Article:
4. Fiction: Breed Specific Legislation (BSL) REALLY works.
    Fact: Did you know there are areas of the U.S. that ban Pit Bull-type dogs from even existing within their city limits? In an effort to reduce dog bites and dog-related fatalities, BSL is an option that removes all dogs within a certain breed criteria based simply on appearance, however BSL has been proven time and time again to be misleading, inaccurate, and above all IT DOESN’T WORK. First of all, identifying a dog based on appearance is a recipe for disaster – dogs with similar physical characteristics are lumped into the “aggressive breed” label. Secondly, BSL does not account for individual dog’s temperament or history. All dogs have teeth and the ability to bite, and in the wrong hands any dog can become dangerous.

  5. Fiction: Pit Bulls cannot be trusted with children, small dogs, or cats.
    Fact: Pit Bulls are loyal, loving, and eager to please. Pit Bulls live with people of all ages as well as with cats, other dogs, birds, rodents, and livestock. It is the responsibility of the dog owner to know their own dog’s temperament, read their body language and intervene if necessary. It is NEVER a good idea to leave an unattended child with any animal, regardless of breed or “how well you know the dog”.

Other Ridiculous Myths

  • Pit Bulls’ brains swell

  • Pit Bulls are unpredictable

  • Pit Bulls are baby-killers

  • Pit Bulls are only bred for fighting

  • Cropped ears are only meant for fighting

  • Blue Nose Pits are rare

  • Pit Bulls cannot live in apartments or condos

  • Pit Bulls cannot be trained

Real Life Scenarios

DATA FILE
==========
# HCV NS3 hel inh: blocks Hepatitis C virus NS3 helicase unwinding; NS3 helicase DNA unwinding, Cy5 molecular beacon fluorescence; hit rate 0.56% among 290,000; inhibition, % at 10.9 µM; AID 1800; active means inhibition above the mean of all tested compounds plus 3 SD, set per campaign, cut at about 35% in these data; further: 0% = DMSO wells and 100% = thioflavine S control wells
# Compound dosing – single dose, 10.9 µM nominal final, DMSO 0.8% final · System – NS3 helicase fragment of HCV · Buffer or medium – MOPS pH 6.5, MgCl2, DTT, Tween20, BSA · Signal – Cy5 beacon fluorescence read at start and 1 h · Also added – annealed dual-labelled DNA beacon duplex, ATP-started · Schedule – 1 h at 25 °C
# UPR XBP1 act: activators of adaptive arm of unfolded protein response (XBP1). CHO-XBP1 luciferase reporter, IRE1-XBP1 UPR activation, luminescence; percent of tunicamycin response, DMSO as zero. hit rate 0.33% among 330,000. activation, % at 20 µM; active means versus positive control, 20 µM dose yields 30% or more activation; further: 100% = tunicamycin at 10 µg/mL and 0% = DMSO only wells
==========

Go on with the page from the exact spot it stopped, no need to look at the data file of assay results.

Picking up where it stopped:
Every encounter with a NON-Pit Bull Lover is an OPPORTUNITY. We encourage all of our Pittie Parents to take the initiative and help spread awareness about the bully breeds. Remember to always be KIND and RESPECTFUL. Education is our biggest defense, not the tone of our voice or intimidation. How would you respond to these scenarios?


  1. A stranger approaches you and your dog. He says, “That dog can’t be trusted. Pit Bulls are killers, it’s only time before it turns on you.” What’s your response?

  2. A loose dog is heading straight toward you with their owner running behind yelling, “Don’t worry, my dog is friendly!” but you have your dog leashed and can tell your dog is getting agitated. How do you handle this?

  3. You see a woman in the park with an intact male dog. She approaches you and says, “Your dog is beautiful! Would you ever consider breeding her?” How do you respond?

  4. You’ve noticed your neighbor keeps their dog tethered outside all day and all night. There is no shelter and his water bowl is always empty. Who do you call? What do you report
    Call San Diego Humane Society (619) 243-3466
    Call Department of Animal Services (619) 236-4250

  5. You suspect someone you know is involved in dog fighting. Who do you contact?
    Call Humane Society of the U.S., National Dog Fighting Hotline, (877) TIP-HSUS

  6. What signals does your dog give you to express Agitation? Anxiety? Panic? Exhaustion? Know how to read dog body language.
    Key body language triggers to look for: ears, eyes, tail, body posture, and mouth

How You and Your Dog Can Be “Pit Bull Ambassadors”

  • Spay or neuter your dog

  • Update vaccinations regularly

  • Register your dog with your county

  • Only drive with your dog when harnessed or crated in a car

  • Obey all leash laws

  • If you rent, consider building a Doggie Resume (details available upon request)

  • Socialize your dog early and often

  • Set up play dates with friends, join pack walks, exercise your dog regularly

  • Enroll in basic obedience class

  • Always use positive reinforcement techniques (remember REPETITION is key)

  • Consider getting your dog CGC Certified